ANOTHER nice thing you can do with a beard is stroke it thoughtfully, making yourself appear scholarly.
Indeed, rubbing my chin is the best tactile substitute yet for pipe smoking, which I abandoned several years ago when the office became a no-smoking preserve.
But then there are those crumbs from lunch . . .
. . . Oh, excuse me. There I go ruminating again on the pros and cons of facial hair.
This internal debate has dragged on for several months, ever since I returned unshaven from a week's sailing trip.
"Hmmmmm, looks pretty raffish," I said to myself, staring into the bathroom mirror the first morning I had to return to work. More than a few white and gray hairs gave me a Sean Connery look, I fancied.
So after a quick trim of the cheeks, where not enough hair grows to produce a full beard in a year, I went to the office sporting a pretty respectable start on a mustache-and-chin beard.
It remains still, if for nothing else than this: How often can a 40-plus male get people commenting upon his appearance? At least, not for that middle-aged bulge rolling over the belt.
"It's all part of my mid-life crisis," I joked to the fashion writer who critiqued the new facade. "I figure if I change my looks, maybe I can change my life."
"Honey, women have been trying that with their hair for years. Doesn't work," she counseled.
Even Bill Cosby has observed advancing years bring new growths of hair all over, especially the ears. In my case, nearing 45 has finally produced a facial bloom.
This time out, people know I have a beard. They just don't know what to call it.
"Ah, Mr. Fu Manchu," quipped a library researcher, alluding to the fictional Chinese villain once portrayed by Peter Sellers.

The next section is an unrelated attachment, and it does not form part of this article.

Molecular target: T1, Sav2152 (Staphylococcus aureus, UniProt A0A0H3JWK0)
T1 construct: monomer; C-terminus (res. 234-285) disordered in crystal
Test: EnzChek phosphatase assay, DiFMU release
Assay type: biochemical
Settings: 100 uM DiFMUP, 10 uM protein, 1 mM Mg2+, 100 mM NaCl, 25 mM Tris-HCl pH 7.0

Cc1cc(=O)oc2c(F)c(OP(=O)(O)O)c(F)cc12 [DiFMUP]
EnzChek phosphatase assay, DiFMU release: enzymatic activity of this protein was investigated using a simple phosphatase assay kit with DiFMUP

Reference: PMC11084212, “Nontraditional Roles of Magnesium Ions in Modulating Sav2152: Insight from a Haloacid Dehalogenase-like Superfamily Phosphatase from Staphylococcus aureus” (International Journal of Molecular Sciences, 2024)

No, it's not a Fu Manchu. A Fu Manchu is pointy and droopy and altogether sinister.
"Maynard G. Krebs, right?" said another reporter, alluding to Bob Denver's beatnik goatee in the Dobie Gillis series.
But nope, mine is not a goatee, either. That brush is named after the chin whiskers of a goat, and lacks both the mustache and connecting hair around my mouth.
A Van Dyke, maybe? I thought so until I looked it up. This beard style was named after the Flemish painter Sir Anthony Van Dyke, who portrayed many of his characters with a neatly trimmed 'round-the-mouth beard. But it is much too pointy.
An English acquaintance resorted to French slang, and called my distinguished growth a poulet de coupe. Translation? Er, literally it means "chicken cut," but he rendered it more bluntly, more or less as the aft end of a chicken.
Thanks. But I recently decided to call it a "Riker" beard.
Do you get the reference? It looks just like the growth donned by actor Jonathan Frakes in the second season of "Star Trek: The Next Generation" (although he later grew side whiskers, too).
He's the steely executive officer of the starship Enterprise. Now isn't that a nice image for my steely new look?
My beard boldly goes where this face has not gone before.
Steve McKerrow is a reporter for The Baltimore Sun.